But crazy as it sounds, Unwin has found that most of his diabetes patients who follow this advice are getting their blood sugar back under control, and that some are coming off medication they have relied on for years. Those who are overweight are slimming down.

This might seem like just another controversial fad diet, but a growing number of researchers, doctors and nutritionists around the world are backing it, and reporting their findings in peer-reviewed medical journals. Last month, the National Obesity Forum, a UK body for health professionals involved in weight management, made headlines when it overhauled its advice, telling people to ditch calorie-counting, low-fat foods and carbs in favor of fats.

Source: New Scientist

fat-carbs

Doubling saturated fat in diet does not increase saturated fat in blood

New research links diabetes, heart disease risk to diet high in carbohydrate — not fat.

Doubling or even nearly tripling saturated fat in the diet does not drive up total levels of saturated fat in the blood, according to a controlled diet study. However, increasing levels of carbohydrates in the diet during the study promoted a steady increase in the blood of a fatty acid linked to an elevated risk for diabetes and heart disease.

The finding “challenges the conventional wisdom that has demonized saturated fat and extends our knowledge of why dietary saturated fat doesn’t correlate with disease,” said senior author Jeff Volek, a professor of human sciences at The Ohio State University.

“When you consume a very low-carb diet your body preferentially burns saturated fat,” Volek said. “We had people eat 2 times more saturated fat than they had been eating before entering the study, yet when we measured saturated fat in their blood, it went down in the majority of people. Other traditional risk markers improved, as well.”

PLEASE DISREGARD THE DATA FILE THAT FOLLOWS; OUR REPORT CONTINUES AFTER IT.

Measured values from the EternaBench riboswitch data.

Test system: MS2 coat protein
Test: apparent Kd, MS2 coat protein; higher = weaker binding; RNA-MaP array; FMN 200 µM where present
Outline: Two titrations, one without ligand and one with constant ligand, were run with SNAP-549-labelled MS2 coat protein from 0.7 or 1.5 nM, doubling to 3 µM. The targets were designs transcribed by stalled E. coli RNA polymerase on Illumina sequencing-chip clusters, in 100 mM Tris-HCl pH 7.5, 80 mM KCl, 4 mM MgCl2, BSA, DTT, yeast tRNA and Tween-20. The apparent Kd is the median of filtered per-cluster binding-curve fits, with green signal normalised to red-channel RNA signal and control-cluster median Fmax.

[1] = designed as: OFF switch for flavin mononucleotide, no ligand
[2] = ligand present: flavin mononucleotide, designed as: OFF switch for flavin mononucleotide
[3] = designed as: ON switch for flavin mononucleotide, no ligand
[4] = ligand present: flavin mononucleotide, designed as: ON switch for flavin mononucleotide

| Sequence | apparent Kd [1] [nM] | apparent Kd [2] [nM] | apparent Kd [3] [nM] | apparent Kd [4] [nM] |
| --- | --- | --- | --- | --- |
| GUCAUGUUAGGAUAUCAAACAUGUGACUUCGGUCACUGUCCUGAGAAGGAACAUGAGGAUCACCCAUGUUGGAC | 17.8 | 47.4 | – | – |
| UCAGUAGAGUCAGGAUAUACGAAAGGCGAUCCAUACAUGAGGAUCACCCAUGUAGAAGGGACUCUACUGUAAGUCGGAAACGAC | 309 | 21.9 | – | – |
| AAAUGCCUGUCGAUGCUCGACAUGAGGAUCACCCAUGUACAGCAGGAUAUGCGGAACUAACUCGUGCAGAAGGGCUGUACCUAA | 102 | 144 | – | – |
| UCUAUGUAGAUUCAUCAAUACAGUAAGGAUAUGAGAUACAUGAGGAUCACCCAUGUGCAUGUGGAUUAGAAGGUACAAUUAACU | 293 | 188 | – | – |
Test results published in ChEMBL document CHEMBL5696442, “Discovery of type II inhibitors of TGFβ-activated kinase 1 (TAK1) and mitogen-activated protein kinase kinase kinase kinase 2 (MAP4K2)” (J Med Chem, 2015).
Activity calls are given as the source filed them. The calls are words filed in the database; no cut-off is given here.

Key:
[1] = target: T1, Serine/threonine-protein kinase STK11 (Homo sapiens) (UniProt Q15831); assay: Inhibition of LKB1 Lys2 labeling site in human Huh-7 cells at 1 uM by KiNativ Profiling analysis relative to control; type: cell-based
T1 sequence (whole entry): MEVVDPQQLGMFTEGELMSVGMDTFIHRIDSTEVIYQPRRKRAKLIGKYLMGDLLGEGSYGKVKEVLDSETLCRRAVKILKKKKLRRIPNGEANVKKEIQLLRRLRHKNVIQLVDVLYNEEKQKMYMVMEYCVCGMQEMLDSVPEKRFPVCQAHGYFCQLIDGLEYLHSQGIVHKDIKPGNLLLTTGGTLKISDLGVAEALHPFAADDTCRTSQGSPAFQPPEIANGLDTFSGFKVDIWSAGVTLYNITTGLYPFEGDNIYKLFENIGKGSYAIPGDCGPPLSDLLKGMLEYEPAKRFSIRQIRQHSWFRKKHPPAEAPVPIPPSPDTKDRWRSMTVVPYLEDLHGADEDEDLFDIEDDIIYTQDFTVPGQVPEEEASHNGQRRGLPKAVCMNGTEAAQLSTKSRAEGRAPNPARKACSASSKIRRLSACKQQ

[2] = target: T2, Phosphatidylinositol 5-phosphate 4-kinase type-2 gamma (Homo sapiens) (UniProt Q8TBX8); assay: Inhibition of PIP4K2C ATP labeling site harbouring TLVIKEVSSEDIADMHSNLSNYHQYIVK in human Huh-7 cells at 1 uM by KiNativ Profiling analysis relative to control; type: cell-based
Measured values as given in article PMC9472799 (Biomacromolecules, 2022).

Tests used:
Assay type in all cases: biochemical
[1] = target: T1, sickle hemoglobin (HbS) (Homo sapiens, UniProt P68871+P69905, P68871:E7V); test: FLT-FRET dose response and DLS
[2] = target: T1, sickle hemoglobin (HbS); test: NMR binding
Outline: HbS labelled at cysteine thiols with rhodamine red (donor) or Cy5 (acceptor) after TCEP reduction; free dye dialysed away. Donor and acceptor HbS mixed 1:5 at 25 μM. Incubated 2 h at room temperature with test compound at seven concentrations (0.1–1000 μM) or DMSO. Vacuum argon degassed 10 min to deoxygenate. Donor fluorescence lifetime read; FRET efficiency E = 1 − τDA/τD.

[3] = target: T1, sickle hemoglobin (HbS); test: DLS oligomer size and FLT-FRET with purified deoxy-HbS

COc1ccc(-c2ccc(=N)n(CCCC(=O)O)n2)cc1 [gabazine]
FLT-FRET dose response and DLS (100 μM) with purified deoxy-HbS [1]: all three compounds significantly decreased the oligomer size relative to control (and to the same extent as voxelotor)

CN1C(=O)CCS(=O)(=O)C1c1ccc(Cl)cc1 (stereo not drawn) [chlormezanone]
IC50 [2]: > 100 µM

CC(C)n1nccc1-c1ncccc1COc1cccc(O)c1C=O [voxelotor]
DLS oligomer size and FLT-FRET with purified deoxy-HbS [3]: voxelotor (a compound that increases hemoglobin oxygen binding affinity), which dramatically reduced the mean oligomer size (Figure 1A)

Source article at  Ohio State University News site.

Research findings at the PLOS ONE Journal.

1917 Diabetes Cookbook

In 1917 Rebecca Oppenheimer published “Diabetic cookery; recipes and menus” which described what was already known about the optimal diet for diabetics — more butter, olive oil, meats, cheeses, eggs, and healthy fats (low in carbohydrates), and less sugar, starch, bread, pasta, and other foods that raise blood sugar (due to high carbohydrate content).

This is essentially a low carb / high fat (LCHF) diet, which not only helps diabetics to reduce their blood glucose, but is also effective for weight loss and other metabolic conditions.

The book can be found online at Archive.org and you can download it in PDF format here.

Here are pages 12 and 13 from the book.

Diabetic Cookery

Dinner: brisket, salad, brussels sprouts

Last night’s low carb dinner — brisket, green salad with olive oil, brussels sprouts with plenty of Kerrygold butter. Fantastic.

brisket-salad-dinner